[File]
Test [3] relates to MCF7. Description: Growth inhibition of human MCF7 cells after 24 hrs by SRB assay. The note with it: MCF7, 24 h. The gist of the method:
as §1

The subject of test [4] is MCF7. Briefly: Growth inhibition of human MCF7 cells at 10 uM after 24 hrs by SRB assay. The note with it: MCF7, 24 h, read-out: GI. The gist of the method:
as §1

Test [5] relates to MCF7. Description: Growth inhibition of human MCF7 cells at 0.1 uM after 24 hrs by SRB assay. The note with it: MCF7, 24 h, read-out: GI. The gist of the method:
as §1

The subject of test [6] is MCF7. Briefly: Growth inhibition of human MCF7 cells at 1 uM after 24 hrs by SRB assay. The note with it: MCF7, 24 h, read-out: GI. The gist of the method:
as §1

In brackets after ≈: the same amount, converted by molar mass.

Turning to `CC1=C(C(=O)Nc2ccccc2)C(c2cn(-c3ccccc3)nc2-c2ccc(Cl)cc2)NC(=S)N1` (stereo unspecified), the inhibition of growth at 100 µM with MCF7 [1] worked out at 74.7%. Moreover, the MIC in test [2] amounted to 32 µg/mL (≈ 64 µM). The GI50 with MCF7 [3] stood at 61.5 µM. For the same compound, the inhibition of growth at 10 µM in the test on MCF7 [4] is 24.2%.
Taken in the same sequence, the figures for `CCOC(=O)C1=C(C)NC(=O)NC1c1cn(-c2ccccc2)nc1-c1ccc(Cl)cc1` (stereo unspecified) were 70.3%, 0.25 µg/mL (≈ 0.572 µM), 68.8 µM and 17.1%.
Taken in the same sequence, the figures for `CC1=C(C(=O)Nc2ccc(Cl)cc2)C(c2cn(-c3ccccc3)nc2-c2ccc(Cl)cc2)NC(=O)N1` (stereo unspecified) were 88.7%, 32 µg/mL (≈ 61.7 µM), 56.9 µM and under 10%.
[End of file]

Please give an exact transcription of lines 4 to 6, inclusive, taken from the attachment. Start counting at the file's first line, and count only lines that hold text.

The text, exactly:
as §1

Test [5] relates to MCF7. Description: Growth inhibition of human MCF7 cells at 0.1 uM after 24 hrs by SRB assay. The note with it: MCF7, 24 h, read-out: GI. The gist of the method:
as §1